Parsons grows up, ready to lead Gators

There have always been questions and doubts.

First, it was whether Chandler Parsons was talented enough to play alongside his more highly touted high school and summer teammate, Nick Calathes, at the University of Florida.

Back when the Gators first began recruiting Calathes, his sidekick was a fairly one-dimensional, 6-foot-4 shooter who preferred to take residence in the corner as the recipient of Calathes’ flashy passes.

But Florida coach Billy Donovan and the Gators later became convinced, along with a host of other high-major schools, that Parsons had grown enough — on the court and literally from head to toe — to offer him a scholarship.

However, after one season, Donovan was on the verge of regretting his decision as Parsons was high maintenance and earned a spot in Florida’s doghouse.

The only problem for Donovan was that he didn’t have much of a choice but to give Parsons time on the court due to the fact that the Gators were pitifully short on bodies.

Parsons still managed to get 20 minutes per game as a freshman while averaging 8.1 points and 4 rebounds per game, but regardless of the numbers, he was hardly a favorite of Donovan’s.

Parsons is now able to laugh when recalling the time he and his teammates were debating the future NBA success of then-North Carolina star Tyler Hansbrough.

"Coach found out and told me he’d take one season of Hansbrough over four seasons from me,” Parsons said with a huge smile.

"When I came in as a freshman, my mindset was wrong,” Parsons admitted. "I didn’t buy into coach’s philosophy, I didn’t play any defense. I just didn’t get it.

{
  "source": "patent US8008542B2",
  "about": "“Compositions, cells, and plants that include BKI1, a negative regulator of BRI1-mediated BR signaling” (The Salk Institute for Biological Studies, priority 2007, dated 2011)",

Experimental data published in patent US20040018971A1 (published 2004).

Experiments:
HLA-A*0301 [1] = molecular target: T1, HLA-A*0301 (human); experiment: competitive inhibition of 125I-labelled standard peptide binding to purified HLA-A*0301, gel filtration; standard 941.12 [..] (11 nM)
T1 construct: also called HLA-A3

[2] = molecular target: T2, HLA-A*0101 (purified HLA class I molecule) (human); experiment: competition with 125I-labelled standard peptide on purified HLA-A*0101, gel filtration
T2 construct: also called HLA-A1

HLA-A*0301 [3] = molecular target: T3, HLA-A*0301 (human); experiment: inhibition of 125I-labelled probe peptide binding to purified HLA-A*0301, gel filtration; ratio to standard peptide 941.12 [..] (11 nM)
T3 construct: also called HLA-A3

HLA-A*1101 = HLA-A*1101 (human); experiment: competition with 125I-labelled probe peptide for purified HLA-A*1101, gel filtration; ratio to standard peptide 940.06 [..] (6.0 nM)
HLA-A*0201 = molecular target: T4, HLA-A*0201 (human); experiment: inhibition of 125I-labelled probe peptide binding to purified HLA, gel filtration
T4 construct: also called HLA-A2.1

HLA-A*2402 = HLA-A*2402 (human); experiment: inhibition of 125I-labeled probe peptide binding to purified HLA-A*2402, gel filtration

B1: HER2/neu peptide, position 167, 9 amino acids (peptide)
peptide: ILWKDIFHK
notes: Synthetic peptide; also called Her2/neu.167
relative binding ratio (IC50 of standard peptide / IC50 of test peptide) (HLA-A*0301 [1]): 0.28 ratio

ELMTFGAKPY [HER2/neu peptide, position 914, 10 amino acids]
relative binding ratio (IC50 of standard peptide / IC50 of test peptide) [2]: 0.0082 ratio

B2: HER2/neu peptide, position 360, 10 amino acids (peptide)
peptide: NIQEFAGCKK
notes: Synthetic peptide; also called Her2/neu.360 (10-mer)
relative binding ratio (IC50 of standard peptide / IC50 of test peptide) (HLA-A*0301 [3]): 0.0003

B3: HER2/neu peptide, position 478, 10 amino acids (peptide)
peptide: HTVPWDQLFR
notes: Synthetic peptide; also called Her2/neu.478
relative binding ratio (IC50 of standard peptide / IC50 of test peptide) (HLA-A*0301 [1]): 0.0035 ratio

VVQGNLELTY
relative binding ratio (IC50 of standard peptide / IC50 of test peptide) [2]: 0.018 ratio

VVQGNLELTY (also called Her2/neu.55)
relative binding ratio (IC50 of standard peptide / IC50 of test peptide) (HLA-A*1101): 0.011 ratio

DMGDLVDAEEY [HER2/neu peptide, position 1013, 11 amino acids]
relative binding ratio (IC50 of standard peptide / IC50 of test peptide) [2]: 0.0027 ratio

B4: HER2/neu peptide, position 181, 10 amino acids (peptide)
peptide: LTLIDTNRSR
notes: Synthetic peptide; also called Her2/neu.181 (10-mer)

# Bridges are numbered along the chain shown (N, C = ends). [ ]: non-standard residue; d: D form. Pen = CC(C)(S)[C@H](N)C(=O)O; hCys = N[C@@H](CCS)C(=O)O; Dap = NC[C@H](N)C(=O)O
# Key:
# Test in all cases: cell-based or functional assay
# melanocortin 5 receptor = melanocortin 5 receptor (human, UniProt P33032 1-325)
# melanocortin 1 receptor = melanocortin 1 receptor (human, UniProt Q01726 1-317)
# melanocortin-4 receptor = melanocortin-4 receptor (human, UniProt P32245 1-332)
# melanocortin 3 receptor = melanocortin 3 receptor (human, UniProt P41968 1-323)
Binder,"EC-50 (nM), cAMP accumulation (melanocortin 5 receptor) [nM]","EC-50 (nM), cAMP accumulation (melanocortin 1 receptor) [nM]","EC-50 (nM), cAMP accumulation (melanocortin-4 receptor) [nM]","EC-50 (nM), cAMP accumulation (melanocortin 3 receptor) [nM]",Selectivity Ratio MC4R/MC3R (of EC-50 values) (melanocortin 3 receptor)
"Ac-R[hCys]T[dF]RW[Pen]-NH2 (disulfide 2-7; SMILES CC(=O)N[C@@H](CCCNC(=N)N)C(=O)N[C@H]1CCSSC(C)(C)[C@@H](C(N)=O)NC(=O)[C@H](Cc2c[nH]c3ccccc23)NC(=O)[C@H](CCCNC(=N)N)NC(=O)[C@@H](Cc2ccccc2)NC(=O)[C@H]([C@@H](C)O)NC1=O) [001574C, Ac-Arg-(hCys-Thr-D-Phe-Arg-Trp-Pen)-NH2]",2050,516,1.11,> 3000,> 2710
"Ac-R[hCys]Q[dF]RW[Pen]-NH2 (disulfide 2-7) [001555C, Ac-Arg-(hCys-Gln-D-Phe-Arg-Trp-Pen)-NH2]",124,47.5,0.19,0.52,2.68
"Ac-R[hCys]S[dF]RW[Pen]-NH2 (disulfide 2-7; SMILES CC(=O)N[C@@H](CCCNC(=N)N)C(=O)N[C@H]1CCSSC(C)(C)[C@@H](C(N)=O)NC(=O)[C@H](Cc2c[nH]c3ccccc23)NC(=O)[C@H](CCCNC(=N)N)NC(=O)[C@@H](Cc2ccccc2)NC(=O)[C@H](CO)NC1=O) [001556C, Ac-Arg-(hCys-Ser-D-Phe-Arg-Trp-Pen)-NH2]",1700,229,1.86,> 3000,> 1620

"I just didn’t understand what it takes."

But Parsons has finally figured it out, and the now 6-foot-10, 225-pound senior is a matchup nightmare.

He’s far more athletic than most realize, he’s become aggressive on the offensive end and an improved defender and he should be the leader and top player for a Gators team that is looking to get the program back toward the days of Joakim Noah, Al Horford, Corey Brewer, Lee Humphrey and Taurean Green.

"It’s been tough because this wasn’t how I expected everything to go when I came here,” Parsons said.

Parsons and his buddy, Calathes, expected to walk in and hang another banner.

Instead, the Gators missed out on the Big Dance their first two seasons in Gainesville before getting back to the NCAA tournament last season despite Calathes leaving after his sophomore season to sign a multi-million dollar deal to play in Greece.

Life has gone on for Parsons, and it’s fair to say he’s finally shifted from the shadow that has played alongside him for much of his life.

He averaged 12.4 points, 6.9 rebounds and 2.6 assists per game as a junior, his first year without Calathes since their days at Lake Howell High in Orlando.

"I loved playing with Nick,” said Parsons, who spent two weeks in Greece this summer visiting Calathes. "Obviously, he made me better. But I also think I had a pretty good year without him last year. You can look at it both ways. I feel like I’m able to play my game now a little more.”

Parsons’ game is all about versatility. Known back in the day as a spot-up shooter, that’s actually become one of the areas he’s spent the most time on in a busy summer that had him at Kevin Durant’s and LeBron James’ Skills Academy, in Greece with Calathes and in New York working out with former Gator David Lee.

He’s now likely to become Florida’s go-to guy and will even see time as the team’s backup point guard when Erving Walker needs a breather or is moved off the ball. The only thing, according to one NBA scout, holding Parsons back from becoming a first-round draft pick is a more consistent perimeter shot.

"I know I’ve got to be a more consistent shooter,” Parsons said. "From three and from the line.”

Talk to every player on the Gators’ roster, and one person has stood out all summer.

It’s not even close.


He — and not his former McDonald’s All-American teammate — has become the one in charge of getting the Gators back to national prominence.

"My confidence is there now,” Parsons said. "I think I can play with anyone.”

He’s right.

Parsons has matured. There’s the new attitude, the added length, the confidence and even the facial hair.

"I just wish I had realized everything earlier,” he said.

He’s not alone.